June 28, 2012 7:30 AM | Konstantinos Dimopoulos / Gnome
Apple's iPhone and especially those amazing (and rather expensive) iPads truly make for an excellent adventure gaming platform that's very indie friendly indeed. The large memory and multi-touch screen of the iOS devices, combined with the low asking prices and reasonable development costs have already provided us with more than a few excellent and at times innovative takes on the genre. Here are the 10 adventure games you really shouldn't miss:
Superbrothers: Sword & Sworcery EP
A huge indie hit on numerous platforms and a digital art manifesto all wrapped up in one innovative game that started its life on iOS. Intrigued? Well, you should be, for Superbrothers: Sword & Sorcery is a rare game indeed, that effortlessly combines point-and-click gaming with simple combat mechanics, well-paced exploration and a ton of highly experimental ideas. It's artistically impressive too, what with its incredibly stylized visuals and downright brilliant soundtrack.
The magnum opus of Amanita Design and another stunningly beautiful adventure with some properly taxing puzzles, a touching story and some excellent ideas on interactive storytelling. Help a small robot explore an almost dystopian city and unravel an ominous plot in this award-winning, robot-stretching and at times incredibly cute game.
Broken Sword: Director's Cut
In this classic adventure remake Revolution has gone beyond merely touching-up the graphics, interface and sounds. It has added extra scenes and new puzzles, and actually managed to add gaming value to an already fantastic adventure. In case you were wondering, it's a tale of mystery, Templars, conspiracies and lovely humorous touches, that sports some really good puzzles, stunning cartoon graphics and an intuitive interface.
Beneath a Steel Sky: Remastered
Another Revolution offering that has been updated for the iOS point-and-click (or, well, touch-and-touch) crowd and a rare game that takes advantage of the visual talents of Dave Gibbons of Watchmen fame. Beautiful graphics, a brilliantly dystopian setting, funny dialog, a unique robotic sidekick and some pretty original puzzles, should be all that you need to enjoy while waiting for that accursed bus.
Not so much an adventure game, but more of an otherworldly exploration game, Dream:scape transports you to another time and place, where you play as a comatose (or is it deceased?) man named Wilson. You get to explore the lovely 3D environments, piece together the story of Wilson's life, uncover his secrets, get slightly disturbed and solve some rudimentary puzzles.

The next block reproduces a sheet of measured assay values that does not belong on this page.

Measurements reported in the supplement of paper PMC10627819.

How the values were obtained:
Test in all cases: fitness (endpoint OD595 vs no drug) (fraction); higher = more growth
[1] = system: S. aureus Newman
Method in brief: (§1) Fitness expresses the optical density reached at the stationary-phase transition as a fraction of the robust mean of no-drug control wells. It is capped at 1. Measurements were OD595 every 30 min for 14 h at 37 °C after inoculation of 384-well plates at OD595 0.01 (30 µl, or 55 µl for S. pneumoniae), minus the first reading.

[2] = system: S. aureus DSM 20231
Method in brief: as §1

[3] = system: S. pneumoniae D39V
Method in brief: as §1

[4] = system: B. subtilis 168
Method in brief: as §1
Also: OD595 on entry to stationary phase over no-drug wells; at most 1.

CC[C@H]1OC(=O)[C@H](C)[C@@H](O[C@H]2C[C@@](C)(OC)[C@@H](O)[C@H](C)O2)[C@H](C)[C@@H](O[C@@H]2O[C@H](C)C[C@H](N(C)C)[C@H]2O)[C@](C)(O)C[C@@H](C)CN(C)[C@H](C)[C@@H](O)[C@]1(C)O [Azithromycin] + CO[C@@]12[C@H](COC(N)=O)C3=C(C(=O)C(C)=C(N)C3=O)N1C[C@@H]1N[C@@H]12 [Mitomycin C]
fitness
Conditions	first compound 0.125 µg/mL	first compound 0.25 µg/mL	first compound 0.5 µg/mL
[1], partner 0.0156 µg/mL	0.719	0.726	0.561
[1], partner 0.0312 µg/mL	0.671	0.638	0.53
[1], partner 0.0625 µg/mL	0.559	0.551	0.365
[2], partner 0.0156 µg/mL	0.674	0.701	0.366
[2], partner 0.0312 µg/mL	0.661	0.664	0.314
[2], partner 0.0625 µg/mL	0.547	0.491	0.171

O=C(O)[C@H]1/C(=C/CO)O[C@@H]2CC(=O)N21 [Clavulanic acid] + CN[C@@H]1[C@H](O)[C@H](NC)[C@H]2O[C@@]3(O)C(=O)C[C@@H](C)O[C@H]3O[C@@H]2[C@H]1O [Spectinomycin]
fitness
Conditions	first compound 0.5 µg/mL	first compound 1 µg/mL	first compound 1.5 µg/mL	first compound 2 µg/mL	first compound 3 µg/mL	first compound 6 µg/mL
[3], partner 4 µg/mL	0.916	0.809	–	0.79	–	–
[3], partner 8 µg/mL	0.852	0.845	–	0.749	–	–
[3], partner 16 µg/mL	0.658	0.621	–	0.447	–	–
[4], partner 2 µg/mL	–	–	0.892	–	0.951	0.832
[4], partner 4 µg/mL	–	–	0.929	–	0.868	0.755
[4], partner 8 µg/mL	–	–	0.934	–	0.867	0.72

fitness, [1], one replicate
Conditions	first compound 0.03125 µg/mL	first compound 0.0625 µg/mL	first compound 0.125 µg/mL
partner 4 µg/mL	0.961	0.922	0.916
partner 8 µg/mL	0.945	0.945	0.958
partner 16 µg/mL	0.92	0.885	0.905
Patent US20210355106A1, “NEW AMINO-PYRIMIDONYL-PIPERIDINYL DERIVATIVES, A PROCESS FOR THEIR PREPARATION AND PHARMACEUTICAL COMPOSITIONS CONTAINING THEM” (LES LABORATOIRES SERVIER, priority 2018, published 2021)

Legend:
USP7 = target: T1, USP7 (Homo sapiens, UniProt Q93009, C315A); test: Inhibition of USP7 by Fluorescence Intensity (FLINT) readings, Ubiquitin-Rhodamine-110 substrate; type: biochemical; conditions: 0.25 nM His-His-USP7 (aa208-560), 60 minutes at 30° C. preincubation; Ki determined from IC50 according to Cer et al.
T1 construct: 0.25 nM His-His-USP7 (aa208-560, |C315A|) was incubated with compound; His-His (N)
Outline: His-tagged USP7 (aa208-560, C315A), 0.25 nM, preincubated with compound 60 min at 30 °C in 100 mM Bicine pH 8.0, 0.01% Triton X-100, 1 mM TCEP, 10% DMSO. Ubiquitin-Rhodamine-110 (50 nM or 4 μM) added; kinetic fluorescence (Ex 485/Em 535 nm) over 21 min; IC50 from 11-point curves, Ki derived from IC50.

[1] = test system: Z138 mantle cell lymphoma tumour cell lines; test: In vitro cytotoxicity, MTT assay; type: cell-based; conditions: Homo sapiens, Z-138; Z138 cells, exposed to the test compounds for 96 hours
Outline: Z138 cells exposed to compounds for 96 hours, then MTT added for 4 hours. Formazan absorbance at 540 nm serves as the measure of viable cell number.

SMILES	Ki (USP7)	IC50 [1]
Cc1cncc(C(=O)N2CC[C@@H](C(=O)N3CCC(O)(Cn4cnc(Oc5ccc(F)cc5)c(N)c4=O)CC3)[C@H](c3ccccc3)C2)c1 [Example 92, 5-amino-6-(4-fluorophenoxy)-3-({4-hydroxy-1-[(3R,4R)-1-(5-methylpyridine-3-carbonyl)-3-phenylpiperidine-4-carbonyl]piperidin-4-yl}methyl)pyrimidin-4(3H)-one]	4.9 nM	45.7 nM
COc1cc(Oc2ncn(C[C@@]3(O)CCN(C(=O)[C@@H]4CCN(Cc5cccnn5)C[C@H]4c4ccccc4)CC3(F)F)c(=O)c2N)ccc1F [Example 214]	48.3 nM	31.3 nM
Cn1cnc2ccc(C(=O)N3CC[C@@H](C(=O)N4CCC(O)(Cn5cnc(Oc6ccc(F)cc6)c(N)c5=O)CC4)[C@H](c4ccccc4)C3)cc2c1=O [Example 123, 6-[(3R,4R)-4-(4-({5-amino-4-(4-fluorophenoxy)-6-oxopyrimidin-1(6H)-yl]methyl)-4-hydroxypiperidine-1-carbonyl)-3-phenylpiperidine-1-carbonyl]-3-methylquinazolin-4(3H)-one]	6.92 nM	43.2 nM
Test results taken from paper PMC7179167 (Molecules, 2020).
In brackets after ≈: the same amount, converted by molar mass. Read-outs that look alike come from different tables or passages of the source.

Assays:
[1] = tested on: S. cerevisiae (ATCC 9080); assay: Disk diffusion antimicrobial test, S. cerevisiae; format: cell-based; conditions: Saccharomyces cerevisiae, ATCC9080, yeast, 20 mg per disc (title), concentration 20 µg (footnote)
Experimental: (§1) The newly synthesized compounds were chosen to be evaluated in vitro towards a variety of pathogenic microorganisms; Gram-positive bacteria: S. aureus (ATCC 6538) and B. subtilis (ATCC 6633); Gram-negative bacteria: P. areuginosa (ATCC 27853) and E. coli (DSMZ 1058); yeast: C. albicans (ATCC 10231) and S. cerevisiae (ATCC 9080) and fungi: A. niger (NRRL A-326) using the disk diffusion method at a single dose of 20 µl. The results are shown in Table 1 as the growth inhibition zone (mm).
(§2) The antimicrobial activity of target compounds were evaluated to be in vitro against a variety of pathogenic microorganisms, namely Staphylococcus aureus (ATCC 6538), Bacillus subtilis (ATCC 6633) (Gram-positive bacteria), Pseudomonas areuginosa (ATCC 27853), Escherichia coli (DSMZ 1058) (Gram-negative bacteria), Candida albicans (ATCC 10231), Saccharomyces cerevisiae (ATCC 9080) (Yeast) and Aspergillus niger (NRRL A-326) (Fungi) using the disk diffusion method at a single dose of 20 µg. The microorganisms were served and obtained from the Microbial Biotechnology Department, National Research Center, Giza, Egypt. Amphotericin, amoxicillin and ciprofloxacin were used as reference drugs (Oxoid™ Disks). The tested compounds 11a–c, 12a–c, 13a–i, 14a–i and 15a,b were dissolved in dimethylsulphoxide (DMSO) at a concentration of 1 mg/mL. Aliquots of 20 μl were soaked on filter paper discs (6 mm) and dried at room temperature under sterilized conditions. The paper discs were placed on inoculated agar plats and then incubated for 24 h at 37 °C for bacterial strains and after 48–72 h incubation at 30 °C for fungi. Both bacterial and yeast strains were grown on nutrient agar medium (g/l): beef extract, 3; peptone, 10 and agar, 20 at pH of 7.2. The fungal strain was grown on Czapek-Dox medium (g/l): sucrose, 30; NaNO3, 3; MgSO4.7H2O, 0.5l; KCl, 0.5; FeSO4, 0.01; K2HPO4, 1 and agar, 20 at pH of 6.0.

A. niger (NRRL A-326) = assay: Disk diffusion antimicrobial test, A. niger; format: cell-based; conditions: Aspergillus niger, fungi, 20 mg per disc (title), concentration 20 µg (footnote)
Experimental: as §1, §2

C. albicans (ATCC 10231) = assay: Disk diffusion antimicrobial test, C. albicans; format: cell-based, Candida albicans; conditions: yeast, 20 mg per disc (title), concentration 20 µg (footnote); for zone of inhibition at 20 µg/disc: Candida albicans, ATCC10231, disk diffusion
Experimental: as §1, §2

Monkey Island 2 Special Edition: LeChuck's Revenge
Monkey Island 2 is the best adventure game ever made and the greatest work of legendary game designer Ron Gilbert. Then again, you should already be aware of just how beautiful, funny, dark, original, groundbreaking and good looking it has always been. Well, know it looks even better now, while also sporting a brand new UI that works like a dream. Oh, and the classic Monkey Island cast has provided it with an excellent voice-over, whereas Ron Gilbert, Tim Schafer and Dave Grossman offer an amazing dev-commentary.
Tales of Monkey Island
Not on par with the first two Monkey Island games (then again, what is?), but one of Telltale's finest and funniest offerings to date, and a series of episodic adventures many times superior to Escape From Monkey Island. Besides, the first episode is free to play and the series does provided with good humour, exotic locales and some of the most imaginative puzzles around.
Simon the Sorcerer
Traditional British humour in the finest of Python-aping traditions combined with old-school adventure gaming in the finest of Lucasarts-aping traditions (only vastly more challenging). Guide Simon through a wardrobe and into a humorous fantasy world, where lots and lots of pixel hunting awaits you. Capacity for lateral thinking is essential.
HECTOR: Badge of Carnage Ep1
Quite possibly the most cynical and gritty adventure game available on the App Store and one of the few offerings to go for open, societal satire. It's funny, good looking and -shockingly to younger gamers- quite a bit difficult. Also, it can be very, very rude indeed.
Okay, I'm cheating here, but you really have to install Frotz. It's free to download, comes loaded with dozens of fantastic games (including horror masterpiece Anchorhead), allows for the download of more text adventures and is the best way to enjoy interactive fiction on the go. Or, well, on your iPad, which I suppose is pretty portable. Especially when compared to this.